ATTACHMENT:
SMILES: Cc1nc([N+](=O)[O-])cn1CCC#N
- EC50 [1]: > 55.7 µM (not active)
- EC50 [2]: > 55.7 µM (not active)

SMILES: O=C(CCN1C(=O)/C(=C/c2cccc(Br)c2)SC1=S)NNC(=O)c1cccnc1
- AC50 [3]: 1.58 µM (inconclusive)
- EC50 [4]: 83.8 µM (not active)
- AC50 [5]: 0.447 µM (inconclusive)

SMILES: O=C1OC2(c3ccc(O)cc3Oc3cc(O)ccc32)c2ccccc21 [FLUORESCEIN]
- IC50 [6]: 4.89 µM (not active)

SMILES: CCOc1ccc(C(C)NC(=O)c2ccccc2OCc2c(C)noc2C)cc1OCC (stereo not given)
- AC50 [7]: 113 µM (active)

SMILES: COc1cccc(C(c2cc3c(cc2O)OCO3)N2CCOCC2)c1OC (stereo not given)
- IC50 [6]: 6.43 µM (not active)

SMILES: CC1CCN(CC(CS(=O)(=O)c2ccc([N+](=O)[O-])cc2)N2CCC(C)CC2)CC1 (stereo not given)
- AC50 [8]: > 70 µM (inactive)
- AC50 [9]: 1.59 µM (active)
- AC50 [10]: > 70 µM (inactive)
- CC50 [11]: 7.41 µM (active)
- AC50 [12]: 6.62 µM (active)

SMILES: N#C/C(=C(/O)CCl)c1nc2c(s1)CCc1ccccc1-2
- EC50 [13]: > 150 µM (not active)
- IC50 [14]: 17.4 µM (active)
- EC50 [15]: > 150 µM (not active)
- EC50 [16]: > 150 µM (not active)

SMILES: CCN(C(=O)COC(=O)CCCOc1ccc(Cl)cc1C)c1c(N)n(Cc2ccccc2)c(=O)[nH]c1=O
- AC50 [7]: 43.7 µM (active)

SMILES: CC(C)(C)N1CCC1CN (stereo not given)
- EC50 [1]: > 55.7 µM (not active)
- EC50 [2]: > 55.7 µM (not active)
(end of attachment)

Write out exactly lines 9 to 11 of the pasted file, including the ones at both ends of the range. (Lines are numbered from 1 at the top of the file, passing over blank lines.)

- IC50 [6]: 4.89 µM (not active)

SMILES: CCOc1ccc(C(C)NC(=O)c2ccccc2OCc2c(C)noc2C)cc1OCC (stereo not given)
- AC50 [7]: 113 µM (active)